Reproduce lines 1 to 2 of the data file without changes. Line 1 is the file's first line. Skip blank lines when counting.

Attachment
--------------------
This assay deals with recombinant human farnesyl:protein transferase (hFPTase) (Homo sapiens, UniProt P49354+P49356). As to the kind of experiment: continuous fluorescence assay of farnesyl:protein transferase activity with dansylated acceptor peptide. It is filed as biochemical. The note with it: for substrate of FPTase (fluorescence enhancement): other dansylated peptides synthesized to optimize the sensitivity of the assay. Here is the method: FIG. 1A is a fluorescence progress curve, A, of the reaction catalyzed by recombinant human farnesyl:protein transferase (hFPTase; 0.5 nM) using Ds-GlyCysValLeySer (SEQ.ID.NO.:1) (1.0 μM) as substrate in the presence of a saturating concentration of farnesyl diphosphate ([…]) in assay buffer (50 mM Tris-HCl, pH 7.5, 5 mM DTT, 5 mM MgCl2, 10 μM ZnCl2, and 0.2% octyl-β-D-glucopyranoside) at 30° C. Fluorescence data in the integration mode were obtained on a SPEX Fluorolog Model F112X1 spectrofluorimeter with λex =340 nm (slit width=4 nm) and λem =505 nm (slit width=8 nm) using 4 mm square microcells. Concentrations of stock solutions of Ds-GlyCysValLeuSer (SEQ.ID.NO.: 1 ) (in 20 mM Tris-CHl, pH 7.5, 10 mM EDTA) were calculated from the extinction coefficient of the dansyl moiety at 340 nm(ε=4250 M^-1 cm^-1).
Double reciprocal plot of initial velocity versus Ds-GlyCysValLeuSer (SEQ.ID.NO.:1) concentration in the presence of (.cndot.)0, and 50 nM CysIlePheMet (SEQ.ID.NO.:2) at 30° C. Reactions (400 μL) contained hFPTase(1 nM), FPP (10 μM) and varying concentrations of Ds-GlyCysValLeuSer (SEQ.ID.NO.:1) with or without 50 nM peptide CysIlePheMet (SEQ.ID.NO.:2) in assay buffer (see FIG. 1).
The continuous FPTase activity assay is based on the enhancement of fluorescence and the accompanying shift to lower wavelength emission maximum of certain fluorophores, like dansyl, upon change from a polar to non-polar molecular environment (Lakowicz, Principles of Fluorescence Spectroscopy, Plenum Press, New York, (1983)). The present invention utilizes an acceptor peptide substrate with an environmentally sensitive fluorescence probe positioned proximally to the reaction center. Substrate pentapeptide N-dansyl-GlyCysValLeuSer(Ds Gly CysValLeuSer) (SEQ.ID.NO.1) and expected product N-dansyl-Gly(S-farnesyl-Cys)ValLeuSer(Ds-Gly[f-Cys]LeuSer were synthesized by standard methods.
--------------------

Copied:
This assay deals with recombinant human farnesyl:protein transferase (hFPTase) (Homo sapiens, UniProt P49354+P49356). As to the kind of experiment: continuous fluorescence assay of farnesyl:protein transferase activity with dansylated acceptor peptide. It is filed as biochemical. The note with it: for substrate of FPTase (fluorescence enhancement): other dansylated peptides synthesized to optimize the sensitivity of the assay. Here is the method: FIG. 1A is a fluorescence progress curve, A, of the reaction catalyzed by recombinant human farnesyl:protein transferase (hFPTase; 0.5 nM) using Ds-GlyCysValLeySer (SEQ.ID.NO.:1) (1.0 μM) as substrate in the presence of a saturating concentration of farnesyl diphosphate ([…]) in assay buffer (50 mM Tris-HCl, pH 7.5, 5 mM DTT, 5 mM MgCl2, 10 μM ZnCl2, and 0.2% octyl-β-D-glucopyranoside) at 30° C. Fluorescence data in the integration mode were obtained on a SPEX Fluorolog Model F112X1 spectrofluorimeter with λex =340 nm (slit width=4 nm) and λem =505 nm (slit width=8 nm) using 4 mm square microcells. Concentrations of stock solutions of Ds-GlyCysValLeuSer (SEQ.ID.NO.: 1 ) (in 20 mM Tris-CHl, pH 7.5, 10 mM EDTA) were calculated from the extinction coefficient of the dansyl moiety at 340 nm(ε=4250 M^-1 cm^-1).
Double reciprocal plot of initial velocity versus Ds-GlyCysValLeuSer (SEQ.ID.NO.:1) concentration in the presence of (.cndot.)0, and 50 nM CysIlePheMet (SEQ.ID.NO.:2) at 30° C. Reactions (400 μL) contained hFPTase(1 nM), FPP (10 μM) and varying concentrations of Ds-GlyCysValLeuSer (SEQ.ID.NO.:1) with or without 50 nM peptide CysIlePheMet (SEQ.ID.NO.:2) in assay buffer (see FIG. 1).